National Scholars to Discuss Future of Higher Education at Conference Hosted by William Paterson University’s College of Humanities and Social Sciences
--- Columbia University Professor Andrew Delbanco, recipient of 2011 National Humanities Medal, will provide keynote address
The importance of core curricula and campus diversity are among the issues to be addressed at "Whose University? The Future of Higher Education in America," a conference conducted by William Paterson University’s College of Humanities and Social Sciences on November 14 from 9:30 a.m. to 3:15 p.m. in University Commons Ballroom C on the campus in Wayne. Admission is free and the event is open to the public.
Noted Columbia University professor Andrew Delbanco, recipient of the 2011 National Humanities Medal and hailed by President Obama "for his writing that spans the literature of Melville and Emerson to contemporary issues in higher education," will deliver the keynote address at 11 a.m.
Other scholars scheduled to discuss higher education issues include Susan Lawrence, Rutgers University, New Brunswick; Balmurli Natrajan, William Paterson University; Scarlet Bowen, University of Colorado, Denver; Jeanne Weiler, Hunter College; and Greg Tanaka, Mills College.
The conference is the second annual multidisciplinary event focused on current key issues presented by the University's College of Humanities and Social Sciences. For additional information, call Wartyna Davis, associate dean, at 973-720-2731, or email@example.com.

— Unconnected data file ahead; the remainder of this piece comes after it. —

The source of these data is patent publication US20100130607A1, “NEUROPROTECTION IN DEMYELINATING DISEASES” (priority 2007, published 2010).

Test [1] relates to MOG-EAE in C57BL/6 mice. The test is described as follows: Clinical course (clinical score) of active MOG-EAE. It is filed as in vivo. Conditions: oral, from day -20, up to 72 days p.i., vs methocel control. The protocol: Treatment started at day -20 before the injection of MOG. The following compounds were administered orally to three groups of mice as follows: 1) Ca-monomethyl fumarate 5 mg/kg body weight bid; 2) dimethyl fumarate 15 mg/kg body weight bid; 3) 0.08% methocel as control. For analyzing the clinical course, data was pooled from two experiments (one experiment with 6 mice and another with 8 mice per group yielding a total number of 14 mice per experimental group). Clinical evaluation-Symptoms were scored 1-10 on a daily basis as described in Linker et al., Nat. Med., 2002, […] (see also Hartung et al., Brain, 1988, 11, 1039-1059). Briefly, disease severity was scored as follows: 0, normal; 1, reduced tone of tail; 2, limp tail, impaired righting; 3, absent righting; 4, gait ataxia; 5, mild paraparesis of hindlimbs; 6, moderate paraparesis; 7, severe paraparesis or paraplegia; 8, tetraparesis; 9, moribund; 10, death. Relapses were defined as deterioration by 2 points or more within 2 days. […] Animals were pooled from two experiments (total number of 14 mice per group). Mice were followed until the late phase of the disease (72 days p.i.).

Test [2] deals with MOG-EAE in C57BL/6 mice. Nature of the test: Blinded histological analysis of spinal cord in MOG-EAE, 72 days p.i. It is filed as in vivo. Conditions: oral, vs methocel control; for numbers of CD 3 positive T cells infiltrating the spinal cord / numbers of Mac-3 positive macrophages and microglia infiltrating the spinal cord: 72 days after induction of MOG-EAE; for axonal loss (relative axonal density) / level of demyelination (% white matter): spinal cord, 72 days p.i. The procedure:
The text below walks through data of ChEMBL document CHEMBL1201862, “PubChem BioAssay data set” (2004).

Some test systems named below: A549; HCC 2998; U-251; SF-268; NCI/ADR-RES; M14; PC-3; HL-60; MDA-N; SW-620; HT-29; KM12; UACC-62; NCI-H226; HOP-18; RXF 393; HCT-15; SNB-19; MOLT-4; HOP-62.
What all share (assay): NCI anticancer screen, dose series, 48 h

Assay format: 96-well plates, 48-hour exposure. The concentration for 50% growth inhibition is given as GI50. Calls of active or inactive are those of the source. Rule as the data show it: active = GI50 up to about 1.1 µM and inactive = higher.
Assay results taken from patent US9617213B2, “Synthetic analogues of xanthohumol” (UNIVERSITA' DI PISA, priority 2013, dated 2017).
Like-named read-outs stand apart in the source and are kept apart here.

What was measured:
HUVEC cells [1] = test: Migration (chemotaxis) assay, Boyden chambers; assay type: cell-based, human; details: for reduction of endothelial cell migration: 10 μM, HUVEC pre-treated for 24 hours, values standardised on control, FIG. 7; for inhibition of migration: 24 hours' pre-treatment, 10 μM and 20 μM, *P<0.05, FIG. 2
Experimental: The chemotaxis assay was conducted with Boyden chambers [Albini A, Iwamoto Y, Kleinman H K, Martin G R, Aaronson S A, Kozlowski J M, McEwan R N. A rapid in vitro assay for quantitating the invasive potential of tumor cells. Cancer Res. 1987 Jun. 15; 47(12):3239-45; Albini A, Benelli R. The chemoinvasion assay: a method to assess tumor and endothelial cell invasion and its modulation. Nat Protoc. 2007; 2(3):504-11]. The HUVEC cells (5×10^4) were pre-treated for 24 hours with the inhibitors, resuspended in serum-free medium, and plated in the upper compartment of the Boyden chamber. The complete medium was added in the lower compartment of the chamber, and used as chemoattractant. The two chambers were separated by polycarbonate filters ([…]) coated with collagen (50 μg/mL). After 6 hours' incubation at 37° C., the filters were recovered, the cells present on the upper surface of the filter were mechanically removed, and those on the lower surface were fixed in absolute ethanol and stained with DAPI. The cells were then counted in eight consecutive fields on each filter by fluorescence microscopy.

The College of Humanities and Social Sciences is dedicated to the primacy of the liberal arts in higher education and to the advancement of knowledge. Its programs provide insight into the past, critically examine contemporary issues, and explore answers for the future, while promoting the value of diversity.
William Paterson University, one of the nine state colleges and universities in New Jersey, offers more than 250 undergraduate and graduate academic programs through five colleges: Arts and Communication, Cotsakos College of Business, Education, Humanities and Social Sciences, and Science and Health. Located on 370 hilltop acres in Wayne, the university enrolls nearly 11,500 students and provides housing for nearly 2,700 students. The institution’s 400 full-time faculty are highly distinguished and diverse scholars and teachers, many of whom are recipients of prestigious awards and grants from the Fulbright Program, the Guggenheim Foundation, the National Endowment for the Humanities, the National Institutes of Health, and the National Science Foundation.